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Demand for gold at record high in Q1

By Cai Xiao | China Daily | Updated: 2013-05-17 07:43

Demand for gold at record high in Q1

China's gold demand jumped to a record high in the first quarter despite a global drop of 13 percent, according to a report released by the World Gold Council on Thursday.

Gold jewelry demand in China surged to a record quarterly value of 60.3 billion yuan ($9.8 billion), the council said.

Traditional Spring Festival-related gold buying and gifting was augmented by a rebound in sentiment regarding the strength of the domestic economy.

China and India accounted for a combined 62 percent of global jewelry demand in the first quarter.

China posted a new record for quarterly investment in gold bars and coins as positive seasonal factors worked in tandem with gold's enduring investment appeal. Demand grew to 109.5 metric tons, compared with a five-year quarterly average of 43.8 tons.

The Spring Festival period fueled buying in January, but demand was supported throughout the rest of the quarter as Chinese investors, discouraged by the weak domestic stock market, increasingly relied on gold to fulfill their investment needs.

The announcement in February of impending controls to be placed on the property market placed further emphasis on gold as an investment option.

Retail investors in China, India and the United States were at the forefront of investment demand in the first quarter, as evidenced by the strong rise in demand for gold bars and coins in those markets.

Global gold demand in the first quarter totaled 963 tons, decreasing 13 percent year-on-year as strong growth in consumer demand for gold jewelry, bars and coins was exceeded by substantial net outflows from gold exchange-traded funds.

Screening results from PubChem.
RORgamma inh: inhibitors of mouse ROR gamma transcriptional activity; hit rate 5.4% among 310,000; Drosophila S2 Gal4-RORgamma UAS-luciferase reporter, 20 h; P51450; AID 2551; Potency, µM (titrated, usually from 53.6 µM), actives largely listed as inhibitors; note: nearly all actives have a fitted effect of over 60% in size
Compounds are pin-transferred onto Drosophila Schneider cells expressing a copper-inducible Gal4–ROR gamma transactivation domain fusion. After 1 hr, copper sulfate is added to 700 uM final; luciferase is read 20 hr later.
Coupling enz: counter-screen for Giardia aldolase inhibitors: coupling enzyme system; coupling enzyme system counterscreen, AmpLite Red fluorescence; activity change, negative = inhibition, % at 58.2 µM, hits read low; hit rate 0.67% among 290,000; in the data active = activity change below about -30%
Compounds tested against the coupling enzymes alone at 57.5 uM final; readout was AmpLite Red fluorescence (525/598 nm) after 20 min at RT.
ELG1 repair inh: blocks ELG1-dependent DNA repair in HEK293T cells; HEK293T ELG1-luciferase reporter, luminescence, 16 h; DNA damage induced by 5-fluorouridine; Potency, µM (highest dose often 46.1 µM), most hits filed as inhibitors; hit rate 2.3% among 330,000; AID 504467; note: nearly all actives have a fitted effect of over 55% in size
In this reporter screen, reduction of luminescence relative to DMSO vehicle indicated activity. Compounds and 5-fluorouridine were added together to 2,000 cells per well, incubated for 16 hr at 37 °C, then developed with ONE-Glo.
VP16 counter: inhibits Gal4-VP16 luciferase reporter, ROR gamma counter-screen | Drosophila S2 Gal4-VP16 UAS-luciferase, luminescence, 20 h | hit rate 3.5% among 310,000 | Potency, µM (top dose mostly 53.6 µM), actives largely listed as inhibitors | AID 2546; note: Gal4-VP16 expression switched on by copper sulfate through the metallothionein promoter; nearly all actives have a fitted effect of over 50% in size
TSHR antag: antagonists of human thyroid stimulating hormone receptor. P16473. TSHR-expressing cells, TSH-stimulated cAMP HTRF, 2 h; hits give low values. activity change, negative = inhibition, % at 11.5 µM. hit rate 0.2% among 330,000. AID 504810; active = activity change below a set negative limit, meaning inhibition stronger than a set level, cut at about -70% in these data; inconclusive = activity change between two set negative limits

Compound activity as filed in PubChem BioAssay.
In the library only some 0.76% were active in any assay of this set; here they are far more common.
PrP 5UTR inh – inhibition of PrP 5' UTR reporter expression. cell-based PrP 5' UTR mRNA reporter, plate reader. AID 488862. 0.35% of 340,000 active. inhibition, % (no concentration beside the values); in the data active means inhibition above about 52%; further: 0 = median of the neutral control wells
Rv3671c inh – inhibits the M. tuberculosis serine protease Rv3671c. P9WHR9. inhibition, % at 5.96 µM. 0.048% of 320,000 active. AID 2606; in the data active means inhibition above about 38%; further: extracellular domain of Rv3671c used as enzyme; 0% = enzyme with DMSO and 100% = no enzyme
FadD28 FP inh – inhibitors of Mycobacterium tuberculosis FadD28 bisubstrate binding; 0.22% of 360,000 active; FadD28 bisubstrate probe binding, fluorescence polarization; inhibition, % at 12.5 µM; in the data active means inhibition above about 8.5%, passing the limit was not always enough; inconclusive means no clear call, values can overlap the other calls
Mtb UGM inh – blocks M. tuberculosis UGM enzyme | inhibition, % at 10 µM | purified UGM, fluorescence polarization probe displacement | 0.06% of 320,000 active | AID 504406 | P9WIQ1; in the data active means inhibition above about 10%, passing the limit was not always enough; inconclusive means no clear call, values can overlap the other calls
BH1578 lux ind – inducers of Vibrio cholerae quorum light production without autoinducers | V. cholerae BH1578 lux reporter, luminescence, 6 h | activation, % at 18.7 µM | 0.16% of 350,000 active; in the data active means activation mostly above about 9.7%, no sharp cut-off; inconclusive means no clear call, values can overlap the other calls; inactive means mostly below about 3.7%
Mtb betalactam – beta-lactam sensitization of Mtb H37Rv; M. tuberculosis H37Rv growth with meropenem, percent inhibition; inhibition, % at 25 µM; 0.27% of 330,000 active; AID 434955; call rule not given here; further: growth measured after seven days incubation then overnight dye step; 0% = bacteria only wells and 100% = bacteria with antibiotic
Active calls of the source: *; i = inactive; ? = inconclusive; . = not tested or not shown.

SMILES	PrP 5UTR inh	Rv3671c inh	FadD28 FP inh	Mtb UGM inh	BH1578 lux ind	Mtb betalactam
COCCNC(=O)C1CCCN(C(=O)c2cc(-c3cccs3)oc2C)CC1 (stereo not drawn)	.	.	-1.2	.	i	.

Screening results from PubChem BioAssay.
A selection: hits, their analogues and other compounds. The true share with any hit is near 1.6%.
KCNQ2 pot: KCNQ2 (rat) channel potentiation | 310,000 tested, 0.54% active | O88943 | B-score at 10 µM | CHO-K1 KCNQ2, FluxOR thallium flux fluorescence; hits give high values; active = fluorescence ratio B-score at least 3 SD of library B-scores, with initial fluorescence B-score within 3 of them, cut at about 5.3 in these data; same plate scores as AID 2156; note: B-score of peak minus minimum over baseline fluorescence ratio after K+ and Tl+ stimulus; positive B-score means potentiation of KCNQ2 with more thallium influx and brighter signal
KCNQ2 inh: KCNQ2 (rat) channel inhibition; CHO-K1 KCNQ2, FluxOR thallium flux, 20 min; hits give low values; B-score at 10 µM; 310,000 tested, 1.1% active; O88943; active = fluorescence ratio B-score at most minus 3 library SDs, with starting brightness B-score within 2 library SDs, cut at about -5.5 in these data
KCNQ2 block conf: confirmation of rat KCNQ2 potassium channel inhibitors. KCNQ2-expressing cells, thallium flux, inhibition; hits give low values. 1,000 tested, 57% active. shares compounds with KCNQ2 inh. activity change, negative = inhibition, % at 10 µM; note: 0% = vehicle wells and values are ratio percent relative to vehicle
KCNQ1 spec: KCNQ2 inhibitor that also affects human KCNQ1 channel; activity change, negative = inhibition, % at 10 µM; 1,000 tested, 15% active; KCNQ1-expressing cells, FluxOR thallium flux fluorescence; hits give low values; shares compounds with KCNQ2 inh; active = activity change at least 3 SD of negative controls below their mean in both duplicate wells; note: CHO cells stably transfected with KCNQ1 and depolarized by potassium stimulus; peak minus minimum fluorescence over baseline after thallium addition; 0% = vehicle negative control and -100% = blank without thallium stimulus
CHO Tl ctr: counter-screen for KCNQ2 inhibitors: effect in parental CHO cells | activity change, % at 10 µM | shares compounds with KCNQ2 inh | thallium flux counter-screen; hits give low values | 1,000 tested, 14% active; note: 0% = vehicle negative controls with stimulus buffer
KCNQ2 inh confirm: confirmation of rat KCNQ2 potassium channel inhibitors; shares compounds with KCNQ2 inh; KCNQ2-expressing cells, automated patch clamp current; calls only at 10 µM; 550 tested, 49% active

"ETF data in the first quarter cannot reflect the true trading because gold can be borrowed," Hong Hao, managing director and chief strategist at BOCOM International Holdings Co Ltd, told China Daily.

The report also said the net result was an outflow of 176.9 tons from gold ETFs. However, it represented a decline of just 7 percent in total gold ETF holdings over the period.

Hong said the gold price declined due to factors including global deflationary pressure, investor George Soros' operations and a rally in the US dollar.

According to Hong, central banks in China, Germany, Switzerland and France will continue to buy gold.

Central banks added 109.2 tons of gold to their reserves in the first quarter, the ninth consecutive quarterly net purchase.

"Although within four to eight weeks, the gold price may continue to fall, it's a good time for long-term investors to buy gold because it will be of great potential in the long term," said Hong.

Marcus Grubb, a managing director at the World Gold Council, said: "The price drop in April proved to be the catalyst for a surge of buying that has left many retailers short of stock and refineries introducing waiting lists for deliveries. Putting this into context, sales of bars and coins, jewelry and consumption in the technology sector still make up 81 percent of the market.

"Overall, the long-term appetite for investment remains strong, demonstrated by the continued demand for bars and coins," Grubb said.

Gold dropped below $1,400 on Thursday, approaching prices not seen since its historic plunge a month ago.

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